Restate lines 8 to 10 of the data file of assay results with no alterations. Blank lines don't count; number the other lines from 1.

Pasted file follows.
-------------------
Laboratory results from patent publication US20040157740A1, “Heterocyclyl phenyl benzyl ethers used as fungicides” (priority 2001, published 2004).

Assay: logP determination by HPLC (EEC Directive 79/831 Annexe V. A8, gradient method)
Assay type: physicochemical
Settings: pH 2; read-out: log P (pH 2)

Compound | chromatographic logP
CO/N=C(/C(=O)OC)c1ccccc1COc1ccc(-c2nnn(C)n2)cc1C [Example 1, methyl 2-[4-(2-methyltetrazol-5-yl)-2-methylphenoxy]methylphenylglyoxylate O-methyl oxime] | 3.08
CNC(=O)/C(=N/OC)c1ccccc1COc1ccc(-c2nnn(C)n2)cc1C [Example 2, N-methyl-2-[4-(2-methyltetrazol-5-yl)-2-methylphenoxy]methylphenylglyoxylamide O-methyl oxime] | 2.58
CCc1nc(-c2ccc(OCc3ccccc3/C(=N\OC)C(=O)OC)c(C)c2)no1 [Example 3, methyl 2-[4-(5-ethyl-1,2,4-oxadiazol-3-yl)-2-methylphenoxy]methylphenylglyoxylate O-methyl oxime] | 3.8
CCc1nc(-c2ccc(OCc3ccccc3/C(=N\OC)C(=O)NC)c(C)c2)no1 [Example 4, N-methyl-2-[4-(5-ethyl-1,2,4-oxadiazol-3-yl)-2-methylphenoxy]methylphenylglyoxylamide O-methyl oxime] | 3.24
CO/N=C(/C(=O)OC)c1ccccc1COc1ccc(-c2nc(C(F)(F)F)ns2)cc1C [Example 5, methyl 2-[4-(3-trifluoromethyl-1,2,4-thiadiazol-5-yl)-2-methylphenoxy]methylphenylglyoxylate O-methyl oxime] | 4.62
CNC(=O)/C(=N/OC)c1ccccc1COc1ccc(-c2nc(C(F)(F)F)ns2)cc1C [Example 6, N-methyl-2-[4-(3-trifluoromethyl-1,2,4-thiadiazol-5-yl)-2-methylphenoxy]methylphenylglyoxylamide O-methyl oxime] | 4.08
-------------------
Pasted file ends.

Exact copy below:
CCc1nc(-c2ccc(OCc3ccccc3/C(=N\OC)C(=O)OC)c(C)c2)no1 [Example 3, methyl 2-[4-(5-ethyl-1,2,4-oxadiazol-3-yl)-2-methylphenoxy]methylphenylglyoxylate O-methyl oxime] | 3.8
CCc1nc(-c2ccc(OCc3ccccc3/C(=N\OC)C(=O)NC)c(C)c2)no1 [Example 4, N-methyl-2-[4-(5-ethyl-1,2,4-oxadiazol-3-yl)-2-methylphenoxy]methylphenylglyoxylamide O-methyl oxime] | 3.24
CO/N=C(/C(=O)OC)c1ccccc1COc1ccc(-c2nc(C(F)(F)F)ns2)cc1C [Example 5, methyl 2-[4-(3-trifluoromethyl-1,2,4-thiadiazol-5-yl)-2-methylphenoxy]methylphenylglyoxylate O-methyl oxime] | 4.62